Two schools forced to close due to structural concerns to re-open
Two primary schools forced to close this week because of concerns about structural safety will be able to re-open their ground floors after the mid-term break, the Department of Education said today.
The partial re-openings will allow about half the classrooms in Tyrrelstown Educate Together and St Luke’s National School to function and children with special needs will be prioritised.
Work on the necessary structural engineering solutions to allow for the ground floors to open will start on Monday.
The two schools have 1,200 pupils on their rolls, and work is underway with other schools to provide temporary accommodation for the remainder of the classes.
Meanwhile, Ardgillan Community College, Balbriggan, Co Dublin will be able to accommodate all pupils on Monday week, through the use of a community hall and some facilities in neighbouring schools.
The Department expects to provide information on a batch of schools inspected in recent days later today, or early tomorrow.
In all, 42 schools are being inspected for structural safety, and the programme is continuing over the weekend and next week.
Meanwhile, the dispute over responsibility for certifying three school buildings that have closed on safety grounds intensified today as the contractor claimed that the Department had a “right” to inspect before signing off.
Western Building Systems (WBS) also released the signed certificates of completion issued in respect of Ardgillan Community College, Balbriggan, Co Dublin, and Tyrrelstown Educate Together and St Luke’s National School in west Dublin.
The certificates were signed by representatives of project management companies, who acted in a client liaison capacity with the contractor on behalf of the Department.
“Attached are the three certificates as then provided, signed on behalf of the Minister of the day,” the company said in a statement.
It added that “Department inspectors, on a fortnightly and monthly basis, had the right to inspect each project".
WBS said that “the compliance process which regulated the building of these schools included on-site inspections by Department appointed inspectors every two weeks, plus monthly on-site inspection meetings with the Department’s inspectors”.
It added that projects were only deemed concluded once a completion certificate was issued by the Department’s inspectors – as was the case in these schools.
The statement went on: “As per the contracts which governed these projects, schools are handed-over to the Department upon certified practical completion. For the 12-month period post completion, there is a responsibility on the contractor to remedy notified defects which the Department identifies for consideration under the contract.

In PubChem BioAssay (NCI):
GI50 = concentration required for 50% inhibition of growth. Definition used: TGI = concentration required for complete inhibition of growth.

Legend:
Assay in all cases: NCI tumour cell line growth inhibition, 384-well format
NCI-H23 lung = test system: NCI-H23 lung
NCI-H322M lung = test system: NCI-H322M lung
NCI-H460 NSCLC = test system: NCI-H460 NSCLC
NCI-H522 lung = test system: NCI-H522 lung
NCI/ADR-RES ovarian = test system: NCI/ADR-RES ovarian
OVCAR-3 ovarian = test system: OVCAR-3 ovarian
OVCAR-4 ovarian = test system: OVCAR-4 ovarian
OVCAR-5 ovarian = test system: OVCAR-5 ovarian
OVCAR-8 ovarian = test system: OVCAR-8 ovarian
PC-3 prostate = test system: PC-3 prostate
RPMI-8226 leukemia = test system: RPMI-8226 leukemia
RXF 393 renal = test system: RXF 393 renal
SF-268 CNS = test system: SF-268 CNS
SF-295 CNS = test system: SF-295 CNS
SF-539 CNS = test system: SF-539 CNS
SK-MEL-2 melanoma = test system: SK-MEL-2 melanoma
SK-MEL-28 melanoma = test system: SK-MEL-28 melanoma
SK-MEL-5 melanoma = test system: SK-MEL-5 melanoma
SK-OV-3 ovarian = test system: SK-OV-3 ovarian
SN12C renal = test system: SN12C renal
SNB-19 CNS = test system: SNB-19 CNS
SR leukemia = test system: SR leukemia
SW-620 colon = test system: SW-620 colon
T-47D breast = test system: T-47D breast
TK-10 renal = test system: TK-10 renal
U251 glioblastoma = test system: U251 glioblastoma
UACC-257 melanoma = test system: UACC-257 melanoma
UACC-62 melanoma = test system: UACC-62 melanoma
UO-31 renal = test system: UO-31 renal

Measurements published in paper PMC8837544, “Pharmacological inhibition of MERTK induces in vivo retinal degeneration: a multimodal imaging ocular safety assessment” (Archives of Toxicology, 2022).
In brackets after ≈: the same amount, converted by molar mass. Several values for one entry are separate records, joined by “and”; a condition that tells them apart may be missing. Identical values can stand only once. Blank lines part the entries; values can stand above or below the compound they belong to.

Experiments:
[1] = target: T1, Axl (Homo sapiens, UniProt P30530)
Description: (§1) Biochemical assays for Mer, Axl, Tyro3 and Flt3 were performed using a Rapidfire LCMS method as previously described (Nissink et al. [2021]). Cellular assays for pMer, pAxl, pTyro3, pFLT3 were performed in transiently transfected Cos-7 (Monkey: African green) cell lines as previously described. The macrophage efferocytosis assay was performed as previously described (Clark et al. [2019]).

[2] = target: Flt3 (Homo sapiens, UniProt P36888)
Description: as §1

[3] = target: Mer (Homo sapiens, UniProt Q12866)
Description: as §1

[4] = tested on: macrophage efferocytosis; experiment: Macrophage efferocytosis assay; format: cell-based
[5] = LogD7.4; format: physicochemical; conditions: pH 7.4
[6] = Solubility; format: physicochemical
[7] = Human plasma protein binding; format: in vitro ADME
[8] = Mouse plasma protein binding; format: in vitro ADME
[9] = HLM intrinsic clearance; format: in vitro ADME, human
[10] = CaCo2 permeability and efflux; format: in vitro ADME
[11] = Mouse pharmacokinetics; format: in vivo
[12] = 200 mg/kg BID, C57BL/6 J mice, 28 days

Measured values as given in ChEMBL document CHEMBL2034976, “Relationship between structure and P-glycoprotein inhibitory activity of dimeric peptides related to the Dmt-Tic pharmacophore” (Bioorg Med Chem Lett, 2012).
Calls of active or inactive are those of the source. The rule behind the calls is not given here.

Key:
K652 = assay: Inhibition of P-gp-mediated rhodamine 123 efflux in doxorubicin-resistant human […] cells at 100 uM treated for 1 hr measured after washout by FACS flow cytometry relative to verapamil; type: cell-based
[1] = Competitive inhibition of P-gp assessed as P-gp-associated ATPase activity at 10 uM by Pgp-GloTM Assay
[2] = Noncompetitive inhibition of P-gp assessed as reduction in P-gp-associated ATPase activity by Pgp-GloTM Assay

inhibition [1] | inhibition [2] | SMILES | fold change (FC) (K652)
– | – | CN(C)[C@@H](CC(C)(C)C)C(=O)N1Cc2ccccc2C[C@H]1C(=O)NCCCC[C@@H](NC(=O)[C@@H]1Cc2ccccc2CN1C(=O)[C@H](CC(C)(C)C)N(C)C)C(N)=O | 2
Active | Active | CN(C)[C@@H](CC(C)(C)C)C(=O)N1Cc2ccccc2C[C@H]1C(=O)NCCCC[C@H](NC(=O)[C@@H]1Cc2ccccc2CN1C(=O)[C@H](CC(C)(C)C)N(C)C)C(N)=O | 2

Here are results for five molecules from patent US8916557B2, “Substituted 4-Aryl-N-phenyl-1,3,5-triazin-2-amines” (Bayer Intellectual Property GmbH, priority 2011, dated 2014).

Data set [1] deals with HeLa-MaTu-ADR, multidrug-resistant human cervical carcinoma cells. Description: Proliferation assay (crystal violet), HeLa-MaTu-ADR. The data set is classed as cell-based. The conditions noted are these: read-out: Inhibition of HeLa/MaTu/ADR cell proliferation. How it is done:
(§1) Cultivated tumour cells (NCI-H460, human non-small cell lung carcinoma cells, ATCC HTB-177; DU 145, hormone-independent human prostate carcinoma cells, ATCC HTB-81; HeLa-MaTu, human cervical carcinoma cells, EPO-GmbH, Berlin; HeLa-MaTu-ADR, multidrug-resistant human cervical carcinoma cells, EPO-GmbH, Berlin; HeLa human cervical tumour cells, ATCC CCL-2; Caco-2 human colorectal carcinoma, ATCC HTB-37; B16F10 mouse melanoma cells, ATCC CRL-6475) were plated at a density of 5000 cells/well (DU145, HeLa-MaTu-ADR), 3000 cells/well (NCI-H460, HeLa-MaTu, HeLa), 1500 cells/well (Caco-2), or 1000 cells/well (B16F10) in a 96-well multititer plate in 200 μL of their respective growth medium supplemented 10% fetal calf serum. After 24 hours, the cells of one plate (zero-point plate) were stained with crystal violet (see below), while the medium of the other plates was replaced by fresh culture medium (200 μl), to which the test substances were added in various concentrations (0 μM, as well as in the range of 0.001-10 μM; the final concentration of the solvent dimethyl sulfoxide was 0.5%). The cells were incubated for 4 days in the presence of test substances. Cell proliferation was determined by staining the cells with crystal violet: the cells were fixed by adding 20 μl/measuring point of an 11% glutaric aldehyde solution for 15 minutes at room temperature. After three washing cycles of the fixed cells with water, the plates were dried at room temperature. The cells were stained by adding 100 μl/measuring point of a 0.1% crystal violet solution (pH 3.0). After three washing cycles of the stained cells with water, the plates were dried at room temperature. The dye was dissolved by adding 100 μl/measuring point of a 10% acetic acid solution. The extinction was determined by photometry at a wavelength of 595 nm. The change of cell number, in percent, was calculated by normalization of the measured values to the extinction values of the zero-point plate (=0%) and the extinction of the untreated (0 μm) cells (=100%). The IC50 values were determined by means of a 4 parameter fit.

“After completion of these matters, a further certificate of defects completion is issued to confirm all defects have been rectified on the snag list.
"The contract allows for the Department to retain a final payment until it is satisfied that the defects are remedied.
“Thereafter, for a period of up to 12 further years, the Department has a right of recourse as against the contractor for any latent defects. The contractor has a right to challenge this if it is the case that these do not form part of the contractual obligations."
The Department insists that the contractor and its design team, “were fully responsible for the construction and certification of the buildings in accordance with the regulations in force at the time”.
And two of the certificates released by WBS today, in relation to the west Dublin schools and signed Healy Kelly Turner & Townsend Project Management explicitly state:
“In issuing this Certificate of Substantial Completion, the Employer’s Representative is relying on, and shall have no liability in respect of, the appended Opinions of Compliance issued by the Design and Build Contractor and the Design and Build Contractor’s Team certifying that the completed works have been properly carried out, in accordance with the Contract and fully comply with the current Building Regulations, Planning Permissions and Fire Safety Certificate”.
In response to the WBS statement, the Department said “the Certificate of Substantial Completion releases payments under the contract. It is not a certificate of compliance with the Building Control Regulations and should not be confused with such.”
The Department statement added that "in order to provide further clarification on this point, the Department is now publishing the following certificates relating to Ardgillan Community College on its website at the following link: https://www.education.ie/en/School-Design/western-building-systems-information/